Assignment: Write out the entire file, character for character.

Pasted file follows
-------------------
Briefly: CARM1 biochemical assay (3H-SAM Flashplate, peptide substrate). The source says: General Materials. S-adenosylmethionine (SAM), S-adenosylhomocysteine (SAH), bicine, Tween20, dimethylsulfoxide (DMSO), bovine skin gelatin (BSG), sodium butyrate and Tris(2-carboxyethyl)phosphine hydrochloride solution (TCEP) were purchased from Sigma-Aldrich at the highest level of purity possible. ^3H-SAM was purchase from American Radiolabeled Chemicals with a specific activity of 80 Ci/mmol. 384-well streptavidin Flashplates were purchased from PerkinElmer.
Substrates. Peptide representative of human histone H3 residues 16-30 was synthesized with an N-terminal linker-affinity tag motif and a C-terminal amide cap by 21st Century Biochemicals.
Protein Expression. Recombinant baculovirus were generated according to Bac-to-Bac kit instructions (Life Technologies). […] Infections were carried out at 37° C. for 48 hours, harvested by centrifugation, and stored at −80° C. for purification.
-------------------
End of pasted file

Briefly: CARM1 biochemical assay (3H-SAM Flashplate, peptide substrate). The source says: General Materials. S-adenosylmethionine (SAM), S-adenosylhomocysteine (SAH), bicine, Tween20, dimethylsulfoxide (DMSO), bovine skin gelatin (BSG), sodium butyrate and Tris(2-carboxyethyl)phosphine hydrochloride solution (TCEP) were purchased from Sigma-Aldrich at the highest level of purity possible. ^3H-SAM was purchase from American Radiolabeled Chemicals with a specific activity of 80 Ci/mmol. 384-well streptavidin Flashplates were purchased from PerkinElmer.
Substrates. Peptide representative of human histone H3 residues 16-30 was synthesized with an N-terminal linker-affinity tag motif and a C-terminal amide cap by 21st Century Biochemicals.
Protein Expression. Recombinant baculovirus were generated according to Bac-to-Bac kit instructions (Life Technologies). […] Infections were carried out at 37° C. for 48 hours, harvested by centrifugation, and stored at −80° C. for purification.